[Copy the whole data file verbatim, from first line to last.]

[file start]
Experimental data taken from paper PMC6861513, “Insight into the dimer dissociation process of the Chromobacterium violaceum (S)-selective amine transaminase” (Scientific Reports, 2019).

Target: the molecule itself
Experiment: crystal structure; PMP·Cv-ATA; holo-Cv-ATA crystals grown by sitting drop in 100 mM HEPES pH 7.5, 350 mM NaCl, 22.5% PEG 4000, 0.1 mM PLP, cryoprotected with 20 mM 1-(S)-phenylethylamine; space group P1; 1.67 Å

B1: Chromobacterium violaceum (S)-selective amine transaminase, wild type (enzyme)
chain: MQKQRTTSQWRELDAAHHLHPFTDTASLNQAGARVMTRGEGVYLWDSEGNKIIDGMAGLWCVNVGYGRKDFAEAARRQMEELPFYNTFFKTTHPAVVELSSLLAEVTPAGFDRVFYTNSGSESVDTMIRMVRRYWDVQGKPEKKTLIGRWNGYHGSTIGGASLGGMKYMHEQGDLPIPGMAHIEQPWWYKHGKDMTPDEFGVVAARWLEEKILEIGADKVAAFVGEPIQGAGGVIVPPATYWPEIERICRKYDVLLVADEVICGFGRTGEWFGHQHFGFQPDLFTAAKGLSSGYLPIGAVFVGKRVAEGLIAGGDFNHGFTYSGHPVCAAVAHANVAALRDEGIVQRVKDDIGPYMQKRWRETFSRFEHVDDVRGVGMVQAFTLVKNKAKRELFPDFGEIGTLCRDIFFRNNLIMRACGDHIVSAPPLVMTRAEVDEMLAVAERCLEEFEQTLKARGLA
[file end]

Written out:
Experimental data taken from paper PMC6861513, “Insight into the dimer dissociation process of the Chromobacterium violaceum (S)-selective amine transaminase” (Scientific Reports, 2019).

Target: the molecule itself
Experiment: crystal structure; PMP·Cv-ATA; holo-Cv-ATA crystals grown by sitting drop in 100 mM HEPES pH 7.5, 350 mM NaCl, 22.5% PEG 4000, 0.1 mM PLP, cryoprotected with 20 mM 1-(S)-phenylethylamine; space group P1; 1.67 Å

B1: Chromobacterium violaceum (S)-selective amine transaminase, wild type (enzyme)
chain: MQKQRTTSQWRELDAAHHLHPFTDTASLNQAGARVMTRGEGVYLWDSEGNKIIDGMAGLWCVNVGYGRKDFAEAARRQMEELPFYNTFFKTTHPAVVELSSLLAEVTPAGFDRVFYTNSGSESVDTMIRMVRRYWDVQGKPEKKTLIGRWNGYHGSTIGGASLGGMKYMHEQGDLPIPGMAHIEQPWWYKHGKDMTPDEFGVVAARWLEEKILEIGADKVAAFVGEPIQGAGGVIVPPATYWPEIERICRKYDVLLVADEVICGFGRTGEWFGHQHFGFQPDLFTAAKGLSSGYLPIGAVFVGKRVAEGLIAGGDFNHGFTYSGHPVCAAVAHANVAALRDEGIVQRVKDDIGPYMQKRWRETFSRFEHVDDVRGVGMVQAFTLVKNKAKRELFPDFGEIGTLCRDIFFRNNLIMRACGDHIVSAPPLVMTRAEVDEMLAVAERCLEEFEQTLKARGLA